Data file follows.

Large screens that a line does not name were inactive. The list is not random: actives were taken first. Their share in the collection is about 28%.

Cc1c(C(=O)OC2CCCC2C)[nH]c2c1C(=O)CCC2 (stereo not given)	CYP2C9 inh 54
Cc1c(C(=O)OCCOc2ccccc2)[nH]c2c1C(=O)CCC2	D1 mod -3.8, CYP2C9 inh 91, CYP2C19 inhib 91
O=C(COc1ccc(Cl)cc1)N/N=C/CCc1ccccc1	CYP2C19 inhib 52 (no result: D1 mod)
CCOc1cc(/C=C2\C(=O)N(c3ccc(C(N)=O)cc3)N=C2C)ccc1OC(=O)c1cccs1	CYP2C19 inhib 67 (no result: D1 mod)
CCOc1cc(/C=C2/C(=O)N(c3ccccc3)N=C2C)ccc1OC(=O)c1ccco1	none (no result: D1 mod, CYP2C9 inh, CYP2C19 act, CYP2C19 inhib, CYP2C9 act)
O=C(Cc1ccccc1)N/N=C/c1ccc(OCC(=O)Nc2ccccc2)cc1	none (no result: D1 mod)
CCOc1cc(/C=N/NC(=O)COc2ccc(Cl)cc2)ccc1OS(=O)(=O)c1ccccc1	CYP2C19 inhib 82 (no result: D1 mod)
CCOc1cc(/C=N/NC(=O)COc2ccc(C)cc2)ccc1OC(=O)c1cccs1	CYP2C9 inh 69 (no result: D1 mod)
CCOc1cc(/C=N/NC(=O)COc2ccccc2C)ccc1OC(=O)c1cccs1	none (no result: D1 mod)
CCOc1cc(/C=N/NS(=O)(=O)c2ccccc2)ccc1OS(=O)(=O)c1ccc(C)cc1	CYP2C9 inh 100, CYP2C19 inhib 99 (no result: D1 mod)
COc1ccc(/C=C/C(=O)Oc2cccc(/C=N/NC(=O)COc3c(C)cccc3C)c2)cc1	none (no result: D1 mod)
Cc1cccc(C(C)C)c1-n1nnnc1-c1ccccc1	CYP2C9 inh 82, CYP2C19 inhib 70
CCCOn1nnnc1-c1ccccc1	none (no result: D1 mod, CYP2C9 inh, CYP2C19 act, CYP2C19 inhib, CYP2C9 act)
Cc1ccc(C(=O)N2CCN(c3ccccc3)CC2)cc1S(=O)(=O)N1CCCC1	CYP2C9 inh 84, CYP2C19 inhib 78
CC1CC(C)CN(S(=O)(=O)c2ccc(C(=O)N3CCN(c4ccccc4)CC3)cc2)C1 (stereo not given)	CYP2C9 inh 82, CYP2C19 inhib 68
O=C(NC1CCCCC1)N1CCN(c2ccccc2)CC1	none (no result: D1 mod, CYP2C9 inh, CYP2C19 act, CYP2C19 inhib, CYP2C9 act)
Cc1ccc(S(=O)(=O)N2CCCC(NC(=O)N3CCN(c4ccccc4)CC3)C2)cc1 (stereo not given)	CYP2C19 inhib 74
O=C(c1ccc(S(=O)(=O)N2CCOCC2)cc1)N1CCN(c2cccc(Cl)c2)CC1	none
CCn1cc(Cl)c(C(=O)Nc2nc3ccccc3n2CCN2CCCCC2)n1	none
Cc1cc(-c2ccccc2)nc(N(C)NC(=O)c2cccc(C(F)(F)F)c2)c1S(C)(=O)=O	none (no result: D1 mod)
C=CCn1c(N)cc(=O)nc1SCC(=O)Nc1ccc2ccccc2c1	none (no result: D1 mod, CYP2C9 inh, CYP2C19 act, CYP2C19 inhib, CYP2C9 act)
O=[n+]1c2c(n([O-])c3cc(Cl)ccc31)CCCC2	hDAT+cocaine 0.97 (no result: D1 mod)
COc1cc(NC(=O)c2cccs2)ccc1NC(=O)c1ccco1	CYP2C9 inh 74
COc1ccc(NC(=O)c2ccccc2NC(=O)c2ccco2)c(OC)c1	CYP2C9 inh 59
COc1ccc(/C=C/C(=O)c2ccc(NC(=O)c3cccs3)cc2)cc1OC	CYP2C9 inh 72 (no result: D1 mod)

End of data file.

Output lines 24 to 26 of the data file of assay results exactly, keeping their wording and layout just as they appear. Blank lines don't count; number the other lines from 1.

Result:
COc1cc(NC(=O)c2cccs2)ccc1NC(=O)c1ccco1	CYP2C9 inh 74
COc1ccc(NC(=O)c2ccccc2NC(=O)c2ccco2)c(OC)c1	CYP2C9 inh 59
COc1ccc(/C=C/C(=O)c2ccc(NC(=O)c3cccs3)cc2)cc1OC	CYP2C9 inh 72 (no result: D1 mod)